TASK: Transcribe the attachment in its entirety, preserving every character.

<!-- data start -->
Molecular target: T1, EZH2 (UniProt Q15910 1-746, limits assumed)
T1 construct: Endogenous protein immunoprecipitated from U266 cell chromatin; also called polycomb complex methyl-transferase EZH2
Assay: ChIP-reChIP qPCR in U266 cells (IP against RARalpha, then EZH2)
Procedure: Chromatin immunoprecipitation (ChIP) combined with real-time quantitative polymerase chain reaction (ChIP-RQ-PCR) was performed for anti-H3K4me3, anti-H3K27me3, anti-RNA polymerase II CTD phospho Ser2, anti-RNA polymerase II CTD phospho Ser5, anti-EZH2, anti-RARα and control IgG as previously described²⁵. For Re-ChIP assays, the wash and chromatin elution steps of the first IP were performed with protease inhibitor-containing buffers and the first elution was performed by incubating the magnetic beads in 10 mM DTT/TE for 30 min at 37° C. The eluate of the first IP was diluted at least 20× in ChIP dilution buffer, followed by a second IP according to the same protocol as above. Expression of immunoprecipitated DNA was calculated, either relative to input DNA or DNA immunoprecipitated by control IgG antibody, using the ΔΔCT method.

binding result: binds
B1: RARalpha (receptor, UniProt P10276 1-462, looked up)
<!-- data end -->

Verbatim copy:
Molecular target: T1, EZH2 (UniProt Q15910 1-746, limits assumed)
T1 construct: Endogenous protein immunoprecipitated from U266 cell chromatin; also called polycomb complex methyl-transferase EZH2
Assay: ChIP-reChIP qPCR in U266 cells (IP against RARalpha, then EZH2)
Procedure: Chromatin immunoprecipitation (ChIP) combined with real-time quantitative polymerase chain reaction (ChIP-RQ-PCR) was performed for anti-H3K4me3, anti-H3K27me3, anti-RNA polymerase II CTD phospho Ser2, anti-RNA polymerase II CTD phospho Ser5, anti-EZH2, anti-RARα and control IgG as previously described²⁵. For Re-ChIP assays, the wash and chromatin elution steps of the first IP were performed with protease inhibitor-containing buffers and the first elution was performed by incubating the magnetic beads in 10 mM DTT/TE for 30 min at 37° C. The eluate of the first IP was diluted at least 20× in ChIP dilution buffer, followed by a second IP according to the same protocol as above. Expression of immunoprecipitated DNA was calculated, either relative to input DNA or DNA immunoprecipitated by control IgG antibody, using the ΔΔCT method.

binding result: binds
B1: RARalpha (receptor, UniProt P10276 1-462, looked up)